As parents there will be countless ways we will feel like we are holding our kid down (or not coming to their aid) when it's all for his/her good and we won't be able to talk about that until later...and that is uncomfortable for me. My kid will inevitably have to go through his life without me giving him all the answers, preventing all the hurt, and will also include me looking like I am doing the transgression to him personally. The thought makes me nauseous. Because I CHOSE to have a child. I chose to bring a child up and that includes these inevitable moments. And we're also considering having another child where these experiences will exponentially increase! WHAT?

So yeah, I am just now coming out of the shock of that.

In a spiritual way, it also has recently come to me that God/Spirit has to endure these moments as well. Sometimes I need to be hurt a certain way to give me a certain experience and God/Spirit really can't swoop down and save me from the hurt. I need to experience my own resiliency. I need to survive a scar. I need to learn how to get stronger. What heartache that would cause a parent of that magnitude. Thank goodness I don't consider God/Spirit to be too much like a human.

Friday, January 16, 2015

Having compassion for 2 year olds...

So K is 2 years old and almost 5 months. We can easily round up to a solid 2.5 years old, development-wise. Meaning he's is IN IT. And as his parents, so are we.

Yesterday, there were some strong feelings (I'm not naming names) about not getting a Clif bar (and really, it was about going to the store, which he thinks is a ritual and I can't say it's not...:S) and then there was some mean things said about not going to the library (I know, really? was I preventing my book-obsessed kid from going to the horrible library AND denying him a Clif bar?? What kind of monster am I? Oh, one who has some boundaries and limitations and can't go to the library or go to the store to quiet a screaming child...but I digress) and it was a rough ride home.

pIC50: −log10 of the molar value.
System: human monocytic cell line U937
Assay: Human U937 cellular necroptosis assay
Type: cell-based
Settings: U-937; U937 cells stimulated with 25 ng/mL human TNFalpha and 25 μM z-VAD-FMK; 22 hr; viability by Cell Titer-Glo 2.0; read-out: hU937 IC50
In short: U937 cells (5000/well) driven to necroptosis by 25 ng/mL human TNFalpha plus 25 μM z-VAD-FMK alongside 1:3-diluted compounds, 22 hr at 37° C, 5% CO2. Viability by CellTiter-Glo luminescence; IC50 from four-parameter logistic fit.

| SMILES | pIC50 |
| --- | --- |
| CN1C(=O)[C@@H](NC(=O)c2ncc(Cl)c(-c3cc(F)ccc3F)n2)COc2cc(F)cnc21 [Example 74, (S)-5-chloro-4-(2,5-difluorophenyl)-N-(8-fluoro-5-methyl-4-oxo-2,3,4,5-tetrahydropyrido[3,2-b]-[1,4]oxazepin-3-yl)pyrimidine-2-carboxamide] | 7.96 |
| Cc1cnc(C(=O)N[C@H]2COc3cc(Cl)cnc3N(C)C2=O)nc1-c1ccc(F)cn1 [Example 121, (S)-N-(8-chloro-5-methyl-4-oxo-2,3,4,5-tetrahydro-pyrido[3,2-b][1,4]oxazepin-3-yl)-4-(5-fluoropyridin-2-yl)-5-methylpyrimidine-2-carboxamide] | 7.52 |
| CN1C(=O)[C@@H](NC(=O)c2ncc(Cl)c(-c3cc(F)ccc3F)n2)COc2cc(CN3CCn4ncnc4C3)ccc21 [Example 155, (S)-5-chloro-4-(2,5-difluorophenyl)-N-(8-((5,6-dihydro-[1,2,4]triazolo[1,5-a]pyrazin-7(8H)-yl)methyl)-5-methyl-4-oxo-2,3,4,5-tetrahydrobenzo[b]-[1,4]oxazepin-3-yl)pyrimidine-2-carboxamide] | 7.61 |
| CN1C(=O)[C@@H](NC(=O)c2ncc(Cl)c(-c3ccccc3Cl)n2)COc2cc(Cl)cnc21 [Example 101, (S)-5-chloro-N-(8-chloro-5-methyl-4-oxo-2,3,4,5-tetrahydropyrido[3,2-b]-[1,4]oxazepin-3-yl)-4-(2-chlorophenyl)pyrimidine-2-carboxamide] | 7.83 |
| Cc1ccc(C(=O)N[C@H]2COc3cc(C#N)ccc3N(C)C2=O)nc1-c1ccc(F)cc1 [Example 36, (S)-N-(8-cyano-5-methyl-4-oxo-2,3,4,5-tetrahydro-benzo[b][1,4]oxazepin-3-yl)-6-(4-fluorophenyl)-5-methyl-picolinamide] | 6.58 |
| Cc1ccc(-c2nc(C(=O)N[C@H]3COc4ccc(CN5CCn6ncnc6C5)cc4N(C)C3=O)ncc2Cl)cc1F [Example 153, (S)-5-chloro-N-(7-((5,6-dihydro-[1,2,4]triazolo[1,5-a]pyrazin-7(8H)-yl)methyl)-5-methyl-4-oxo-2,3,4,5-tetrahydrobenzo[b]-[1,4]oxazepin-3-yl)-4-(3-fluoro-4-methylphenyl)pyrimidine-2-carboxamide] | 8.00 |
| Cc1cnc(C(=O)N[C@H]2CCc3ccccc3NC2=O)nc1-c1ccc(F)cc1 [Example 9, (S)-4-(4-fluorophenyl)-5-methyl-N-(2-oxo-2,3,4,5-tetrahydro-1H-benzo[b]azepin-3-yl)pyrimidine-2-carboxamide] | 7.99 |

When we got in the house we needed to cool down and take a breath.

Sometimes my husband and I have just resulted to shrugging and raising our eyebrows as a parenting method that loosely translates into, "I have no fucking clue what just happened, but I think some growing and developing is going on and I really don't know how to help him!" I actually feel like I "lose" my kid while he derails and it's heart-breaking to watch him go...and I really can't hold on to him. In fact, the thing I feel that would most help him is this unbreakable hug where I basically use my brute force to keep him from flailing (like a parental straight-jacket). Ah, of course I think that would has for so long, right?...all the strapping him in, holding him close, swaddling, etc. It has worked for a long time...

But upon reflection, I realize that no, that won't work anymore, sadly. He'll separate from me regardless of the intensity of my hugging. That's the nature of our relationship. So how can I make it easier? How can I just stay present while he derails?

One way to do it, is to just literally stay present and have compassion (the "co-" part is key!). Silent, engaged, listening, eye contact, grounded energy, staying there. People will do this thing OVER AND OVER until the moment of our death (the final separation in the physical sense) and we better start practicing it (if we haven't already been).

I can also hold space (or ask for a bigger entity to hold space) while he flails. In a way, I am flailing too. I am also experiencing this separation, right? As an adult, with more awareness, of course, but it's still scary. How do I know he's ready? How can I tell him it's okay? How can I tell him that I am still *here* when we are both obviously feeling this huge difference/shift in our relationship? I don't know, but a bigger presence in the world (God, Mother Nature, the Universe, etc) knows. And so I can (and try to) trust that.

Other than those things (and variations of those things) there isn't much else I can do. I really need to keep clear about that. I cannot really make it easier. It's hard. Just like my parents couldn't help me handle my hormones as a teenager (ugh, what a mess!). I will just not be able to do some things to help. No amount of therapy or books or awesome parenting tricks will work. Separation is the combination of destruction and creation in the SAME moment! It's hard for me and I'm an adult, so it MUST be much harder for this little person who hasn't really had to do it a lot yet.

So in the end, what I am going on about is growing my ability and capability to be compassionate. K is not doing this TO me. He's unable to talk about why and how this is happening and the best thing I can do is to be firm, kind, and present (and maybe toughen up my own skin a bit?). We'll make it through. Billions of people have done it for millions of years. It's survivable. And a little compassion goes a long way...